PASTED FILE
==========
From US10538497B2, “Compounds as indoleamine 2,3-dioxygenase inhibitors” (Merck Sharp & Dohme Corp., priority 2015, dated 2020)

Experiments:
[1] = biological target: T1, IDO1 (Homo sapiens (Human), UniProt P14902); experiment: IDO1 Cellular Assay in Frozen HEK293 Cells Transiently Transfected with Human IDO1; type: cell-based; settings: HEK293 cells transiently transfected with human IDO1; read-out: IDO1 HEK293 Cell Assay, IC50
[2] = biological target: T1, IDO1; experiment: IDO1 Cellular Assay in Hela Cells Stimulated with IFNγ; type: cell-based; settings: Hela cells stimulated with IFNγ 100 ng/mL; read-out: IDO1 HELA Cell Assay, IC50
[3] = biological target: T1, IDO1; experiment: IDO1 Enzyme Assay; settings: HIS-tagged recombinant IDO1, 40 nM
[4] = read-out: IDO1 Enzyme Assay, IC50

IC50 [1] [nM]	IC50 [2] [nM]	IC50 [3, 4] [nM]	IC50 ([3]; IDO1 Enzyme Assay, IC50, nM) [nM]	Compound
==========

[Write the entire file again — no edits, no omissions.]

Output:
From US10538497B2, “Compounds as indoleamine 2,3-dioxygenase inhibitors” (Merck Sharp & Dohme Corp., priority 2015, dated 2020)

Experiments:
[1] = biological target: T1, IDO1 (Homo sapiens (Human), UniProt P14902); experiment: IDO1 Cellular Assay in Frozen HEK293 Cells Transiently Transfected with Human IDO1; type: cell-based; settings: HEK293 cells transiently transfected with human IDO1; read-out: IDO1 HEK293 Cell Assay, IC50
[2] = biological target: T1, IDO1; experiment: IDO1 Cellular Assay in Hela Cells Stimulated with IFNγ; type: cell-based; settings: Hela cells stimulated with IFNγ 100 ng/mL; read-out: IDO1 HELA Cell Assay, IC50
[3] = biological target: T1, IDO1; experiment: IDO1 Enzyme Assay; settings: HIS-tagged recombinant IDO1, 40 nM
[4] = read-out: IDO1 Enzyme Assay, IC50

IC50 [1] [nM]	IC50 [2] [nM]	IC50 [3, 4] [nM]	IC50 ([3]; IDO1 Enzyme Assay, IC50, nM) [nM]	Compound